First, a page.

Policy decisions and early epidemiological study of heart disease
In 1964, the Report of the President’s Commission on Heart Disease, Cancer and Stroke (1964) was published. This report proposed “the establishment of a national network of Regional Heart Disease, Cancer and Stroke centers for clinical investigation, teaching and patient care, in universities, hospitals and research institutes and other institutions across the country” (p. 29). Medical practitioners were concerned that the regional medical centers would be dominated by academic medicine. These objections caused legislation to be passed in 1965 that authorized cooperative agreements between health care institutions, medical schools, and research establishments as the means for making the best diagnostic and therapeutic care available to patients with heart disease, cancer, or stroke (Rosen 1975).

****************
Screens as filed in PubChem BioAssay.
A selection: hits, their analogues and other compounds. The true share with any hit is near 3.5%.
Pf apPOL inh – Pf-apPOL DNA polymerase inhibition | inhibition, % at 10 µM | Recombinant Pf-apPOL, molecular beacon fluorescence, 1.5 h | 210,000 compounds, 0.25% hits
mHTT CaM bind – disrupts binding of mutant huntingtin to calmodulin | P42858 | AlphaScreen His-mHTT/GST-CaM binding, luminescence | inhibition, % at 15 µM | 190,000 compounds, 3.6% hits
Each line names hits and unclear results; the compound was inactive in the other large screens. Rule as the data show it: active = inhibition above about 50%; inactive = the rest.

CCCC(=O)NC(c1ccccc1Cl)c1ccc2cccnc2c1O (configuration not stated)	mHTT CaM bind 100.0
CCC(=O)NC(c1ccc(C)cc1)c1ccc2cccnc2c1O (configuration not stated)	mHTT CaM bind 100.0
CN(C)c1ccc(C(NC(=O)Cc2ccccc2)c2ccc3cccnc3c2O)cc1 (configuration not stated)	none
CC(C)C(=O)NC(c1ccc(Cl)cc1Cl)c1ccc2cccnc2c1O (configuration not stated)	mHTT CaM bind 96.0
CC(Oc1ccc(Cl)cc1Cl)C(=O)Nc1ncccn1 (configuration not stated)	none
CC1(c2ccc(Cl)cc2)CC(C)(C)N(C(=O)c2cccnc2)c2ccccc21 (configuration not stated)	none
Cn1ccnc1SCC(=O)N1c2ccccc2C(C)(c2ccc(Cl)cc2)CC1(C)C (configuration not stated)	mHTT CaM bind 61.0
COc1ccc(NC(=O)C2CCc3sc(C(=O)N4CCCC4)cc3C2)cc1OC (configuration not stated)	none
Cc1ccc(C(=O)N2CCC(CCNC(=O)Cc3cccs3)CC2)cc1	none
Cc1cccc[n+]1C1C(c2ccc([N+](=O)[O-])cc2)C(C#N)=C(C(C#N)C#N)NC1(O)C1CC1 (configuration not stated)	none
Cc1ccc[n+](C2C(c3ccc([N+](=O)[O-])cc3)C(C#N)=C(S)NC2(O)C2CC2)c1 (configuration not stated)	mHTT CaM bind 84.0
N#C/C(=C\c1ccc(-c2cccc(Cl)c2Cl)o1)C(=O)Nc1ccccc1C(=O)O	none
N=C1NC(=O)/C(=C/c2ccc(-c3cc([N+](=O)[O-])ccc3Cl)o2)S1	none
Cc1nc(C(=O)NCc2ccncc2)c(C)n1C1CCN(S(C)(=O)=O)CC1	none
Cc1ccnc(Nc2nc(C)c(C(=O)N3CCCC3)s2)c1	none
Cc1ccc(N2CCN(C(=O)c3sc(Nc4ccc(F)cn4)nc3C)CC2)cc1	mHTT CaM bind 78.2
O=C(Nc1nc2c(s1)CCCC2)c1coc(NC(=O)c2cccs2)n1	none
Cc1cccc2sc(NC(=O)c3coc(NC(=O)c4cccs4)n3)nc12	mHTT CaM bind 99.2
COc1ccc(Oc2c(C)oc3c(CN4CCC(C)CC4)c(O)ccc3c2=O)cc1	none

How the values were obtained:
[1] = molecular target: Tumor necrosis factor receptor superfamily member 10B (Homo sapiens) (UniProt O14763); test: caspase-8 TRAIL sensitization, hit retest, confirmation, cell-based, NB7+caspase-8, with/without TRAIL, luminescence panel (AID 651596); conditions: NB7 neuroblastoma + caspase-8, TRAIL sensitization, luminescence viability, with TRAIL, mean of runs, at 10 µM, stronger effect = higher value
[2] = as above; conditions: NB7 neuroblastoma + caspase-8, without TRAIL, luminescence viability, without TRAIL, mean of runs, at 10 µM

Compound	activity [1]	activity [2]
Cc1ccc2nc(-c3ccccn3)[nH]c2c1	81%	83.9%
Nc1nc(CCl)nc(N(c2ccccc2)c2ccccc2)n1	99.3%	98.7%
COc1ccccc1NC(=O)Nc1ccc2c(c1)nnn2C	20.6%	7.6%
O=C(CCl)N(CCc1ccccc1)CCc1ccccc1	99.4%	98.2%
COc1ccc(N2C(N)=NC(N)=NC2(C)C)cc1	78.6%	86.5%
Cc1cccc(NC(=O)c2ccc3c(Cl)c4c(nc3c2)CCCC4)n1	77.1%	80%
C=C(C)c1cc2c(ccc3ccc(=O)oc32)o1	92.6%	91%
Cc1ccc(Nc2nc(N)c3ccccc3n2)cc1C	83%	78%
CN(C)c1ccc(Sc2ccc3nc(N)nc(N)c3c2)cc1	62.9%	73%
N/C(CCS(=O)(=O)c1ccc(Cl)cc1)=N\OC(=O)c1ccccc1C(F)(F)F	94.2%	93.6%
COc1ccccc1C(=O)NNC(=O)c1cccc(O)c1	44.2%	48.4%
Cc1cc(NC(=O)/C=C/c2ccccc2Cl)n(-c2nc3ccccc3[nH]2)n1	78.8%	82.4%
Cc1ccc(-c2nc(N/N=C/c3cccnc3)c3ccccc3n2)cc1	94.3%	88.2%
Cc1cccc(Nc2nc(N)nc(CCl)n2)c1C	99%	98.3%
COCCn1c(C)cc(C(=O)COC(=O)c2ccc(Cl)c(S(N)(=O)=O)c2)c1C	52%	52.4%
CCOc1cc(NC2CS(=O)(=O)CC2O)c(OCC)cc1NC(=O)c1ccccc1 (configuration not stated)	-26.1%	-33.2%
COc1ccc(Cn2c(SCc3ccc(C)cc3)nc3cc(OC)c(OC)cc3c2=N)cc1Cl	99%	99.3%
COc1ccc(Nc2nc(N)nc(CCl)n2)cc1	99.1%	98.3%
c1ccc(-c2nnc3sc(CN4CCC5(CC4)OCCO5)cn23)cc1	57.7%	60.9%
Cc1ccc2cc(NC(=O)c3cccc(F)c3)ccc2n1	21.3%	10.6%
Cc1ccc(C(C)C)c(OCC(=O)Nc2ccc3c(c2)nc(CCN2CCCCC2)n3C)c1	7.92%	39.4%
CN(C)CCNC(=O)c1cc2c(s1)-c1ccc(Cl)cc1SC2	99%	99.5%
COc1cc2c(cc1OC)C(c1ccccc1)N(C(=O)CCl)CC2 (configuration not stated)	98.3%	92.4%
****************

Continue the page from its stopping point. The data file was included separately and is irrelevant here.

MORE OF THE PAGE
Prior to this report, epidemiological approaches were beginning to be applied to the study of heart disease. The Framingham Heart Study (Dawber et al. 1951) was initiated immediately after World War II in 1948 by the U.S. Public Health Service. Assistant Surgeon General Joseph Mountin, M.D., conceived the idea of the study. Gilcin F. Meadors, M.D., was a young Public Health Service officer in charge of organizing the study. In that year, the National Institutes of Health was expanded to encompass several institutes, each devoted to the study of particular diseases. First, the National Cancer Institute was founded, followed by the National Heart Institute in 1949. The administration of the Framingham Heart Study was then transferred to the Heart Institute, known today as the National Heart, Lung, and Blood Institute.